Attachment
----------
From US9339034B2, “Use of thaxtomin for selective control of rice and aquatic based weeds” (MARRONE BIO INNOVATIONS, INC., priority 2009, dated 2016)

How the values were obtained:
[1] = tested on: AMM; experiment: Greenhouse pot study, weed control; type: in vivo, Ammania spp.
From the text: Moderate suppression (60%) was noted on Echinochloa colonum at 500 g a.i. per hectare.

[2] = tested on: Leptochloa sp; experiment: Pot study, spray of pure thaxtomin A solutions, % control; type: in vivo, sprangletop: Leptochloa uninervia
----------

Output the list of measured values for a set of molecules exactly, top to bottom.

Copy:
From US9339034B2, “Use of thaxtomin for selective control of rice and aquatic based weeds” (MARRONE BIO INNOVATIONS, INC., priority 2009, dated 2016)

How the values were obtained:
[1] = tested on: AMM; experiment: Greenhouse pot study, weed control; type: in vivo, Ammania spp.
From the text: Moderate suppression (60%) was noted on Echinochloa colonum at 500 g a.i. per hectare.

[2] = tested on: Leptochloa sp; experiment: Pot study, spray of pure thaxtomin A solutions, % control; type: in vivo, sprangletop: Leptochloa uninervia